Wandering around the city of Cuautla in Mexico I came upon the railroad track that runs through the center of town. As it was apparent that it was commonly used as a footpath I took a turn down the track and I was glad I did.
My first welcome surprise was a sprawling tin-shack of a house that fronted the railroad track. The track ran just a few feet in front of the entrance to the shack, and there, in front of her gate, an old woman was sweeping the dirt in front of her house. Sweeping the dirt because there was no sidewalk, and there was no street. There was only dirt and the railroad track.
As I took this view in I realized how extraordinary she was. The shack looked like a good wind would blow it over, but all around her house were beautiful flowers.
Poverty was her lot, but it did not reflect her spirit. She was tending what little she had and making it bloom.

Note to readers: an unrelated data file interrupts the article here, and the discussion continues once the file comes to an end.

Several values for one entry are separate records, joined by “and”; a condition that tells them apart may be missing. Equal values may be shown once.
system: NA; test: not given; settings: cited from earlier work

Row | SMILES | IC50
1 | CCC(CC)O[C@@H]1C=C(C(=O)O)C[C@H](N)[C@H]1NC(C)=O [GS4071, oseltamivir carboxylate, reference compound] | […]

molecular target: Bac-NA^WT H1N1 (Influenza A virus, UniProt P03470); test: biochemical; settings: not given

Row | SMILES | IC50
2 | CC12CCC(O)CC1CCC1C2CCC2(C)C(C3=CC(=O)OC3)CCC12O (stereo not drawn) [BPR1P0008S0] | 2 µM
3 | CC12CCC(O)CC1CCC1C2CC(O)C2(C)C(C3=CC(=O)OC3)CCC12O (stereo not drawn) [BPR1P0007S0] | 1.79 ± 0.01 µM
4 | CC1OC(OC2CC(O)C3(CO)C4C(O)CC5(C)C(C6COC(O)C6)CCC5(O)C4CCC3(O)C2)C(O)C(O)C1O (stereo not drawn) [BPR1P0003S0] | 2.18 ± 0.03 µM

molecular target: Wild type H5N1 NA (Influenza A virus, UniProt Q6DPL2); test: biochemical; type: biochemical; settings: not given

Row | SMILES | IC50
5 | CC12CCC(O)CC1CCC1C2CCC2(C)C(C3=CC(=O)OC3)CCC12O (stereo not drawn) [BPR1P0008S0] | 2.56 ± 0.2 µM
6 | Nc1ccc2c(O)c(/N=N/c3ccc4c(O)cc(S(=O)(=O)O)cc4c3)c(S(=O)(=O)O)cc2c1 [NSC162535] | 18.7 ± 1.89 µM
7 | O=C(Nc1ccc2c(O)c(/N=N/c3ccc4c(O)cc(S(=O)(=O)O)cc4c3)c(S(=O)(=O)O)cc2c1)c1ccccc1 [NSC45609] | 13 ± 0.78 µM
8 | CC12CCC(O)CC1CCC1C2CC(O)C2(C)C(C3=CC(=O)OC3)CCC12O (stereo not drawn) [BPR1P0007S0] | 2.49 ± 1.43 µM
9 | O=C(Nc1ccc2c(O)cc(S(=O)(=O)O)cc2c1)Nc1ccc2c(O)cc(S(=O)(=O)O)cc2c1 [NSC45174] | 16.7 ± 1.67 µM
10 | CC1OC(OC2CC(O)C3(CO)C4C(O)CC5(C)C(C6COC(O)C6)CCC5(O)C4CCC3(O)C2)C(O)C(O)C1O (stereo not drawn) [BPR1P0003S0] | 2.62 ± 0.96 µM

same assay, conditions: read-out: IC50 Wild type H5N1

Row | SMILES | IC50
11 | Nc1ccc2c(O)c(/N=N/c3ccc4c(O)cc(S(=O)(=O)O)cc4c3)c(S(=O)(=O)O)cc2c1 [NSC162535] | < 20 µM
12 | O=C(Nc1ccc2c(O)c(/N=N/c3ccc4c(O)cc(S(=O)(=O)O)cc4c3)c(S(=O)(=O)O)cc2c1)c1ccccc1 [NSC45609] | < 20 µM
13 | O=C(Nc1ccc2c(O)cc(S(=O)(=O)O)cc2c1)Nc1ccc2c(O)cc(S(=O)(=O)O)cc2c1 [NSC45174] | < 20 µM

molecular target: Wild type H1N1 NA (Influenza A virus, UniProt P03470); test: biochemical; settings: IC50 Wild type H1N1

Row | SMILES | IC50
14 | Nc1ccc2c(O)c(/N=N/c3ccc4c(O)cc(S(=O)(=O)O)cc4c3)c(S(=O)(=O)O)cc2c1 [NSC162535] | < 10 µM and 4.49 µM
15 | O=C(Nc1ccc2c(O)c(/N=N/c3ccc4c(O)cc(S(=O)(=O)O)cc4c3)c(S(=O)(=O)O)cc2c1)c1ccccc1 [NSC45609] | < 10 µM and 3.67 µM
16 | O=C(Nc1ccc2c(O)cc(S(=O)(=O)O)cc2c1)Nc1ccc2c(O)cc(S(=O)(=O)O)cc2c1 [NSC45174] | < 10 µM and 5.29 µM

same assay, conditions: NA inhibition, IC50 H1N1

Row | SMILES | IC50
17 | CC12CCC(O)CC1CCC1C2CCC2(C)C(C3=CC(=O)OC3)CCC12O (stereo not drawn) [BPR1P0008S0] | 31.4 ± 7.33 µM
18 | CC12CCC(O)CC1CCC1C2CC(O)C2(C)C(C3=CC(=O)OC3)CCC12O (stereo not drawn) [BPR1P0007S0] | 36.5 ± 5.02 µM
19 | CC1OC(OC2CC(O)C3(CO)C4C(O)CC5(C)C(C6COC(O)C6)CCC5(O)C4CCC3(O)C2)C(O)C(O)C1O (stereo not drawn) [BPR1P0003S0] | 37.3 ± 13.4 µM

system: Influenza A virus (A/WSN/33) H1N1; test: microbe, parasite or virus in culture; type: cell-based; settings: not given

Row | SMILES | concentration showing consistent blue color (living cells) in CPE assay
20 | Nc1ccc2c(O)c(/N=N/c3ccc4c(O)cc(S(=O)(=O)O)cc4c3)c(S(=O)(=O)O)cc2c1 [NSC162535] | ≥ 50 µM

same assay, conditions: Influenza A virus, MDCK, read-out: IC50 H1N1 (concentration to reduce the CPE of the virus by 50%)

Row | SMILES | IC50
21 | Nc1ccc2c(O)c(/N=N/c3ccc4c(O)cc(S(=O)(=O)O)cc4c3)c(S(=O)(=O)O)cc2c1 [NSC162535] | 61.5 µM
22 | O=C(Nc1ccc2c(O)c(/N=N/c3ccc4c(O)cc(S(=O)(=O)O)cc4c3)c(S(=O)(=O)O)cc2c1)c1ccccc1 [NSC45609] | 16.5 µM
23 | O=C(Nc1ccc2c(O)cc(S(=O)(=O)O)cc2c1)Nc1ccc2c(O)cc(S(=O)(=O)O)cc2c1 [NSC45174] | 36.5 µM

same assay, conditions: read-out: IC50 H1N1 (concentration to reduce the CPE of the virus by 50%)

As if this one lesson in good stewardship wasn't enough a few meters down the track I came across a gentleman tending fruit trees. He was propping up branches with poles, and carefully cultivating a garden spot pressed up against the wall. It was a scene you could find in many other places, but with a twist.
The trees weren't really his. The land he was gardening was in the no-man's-land between the railroad and his neighbor's walled in property.
His house was on the other side of the tracks. It was neat and trim, but small. It too had a garden pressed up against the house, but this garden was probably his, unless the railroad land went right up to his wall.
He had transformed a railroad and a community walking path into a front yard
I wish this wasn't such an extraordinary tale. What these two people had done should be normal, but in too many places it isn't.
Just around the corner from these homes were houses on streets filled with litter. It was the same culture, but different people
We become blind to the ugly in our world. We tune it out and forget it is there, but it never really goes away unless we see it and change it.
There is a place for community action. There is a place for government intervention. Neither will substitute for people caring enough about where they live to clean in front of their homes. That, and a few well-tended flowers will go a long way toward making our cities beautiful.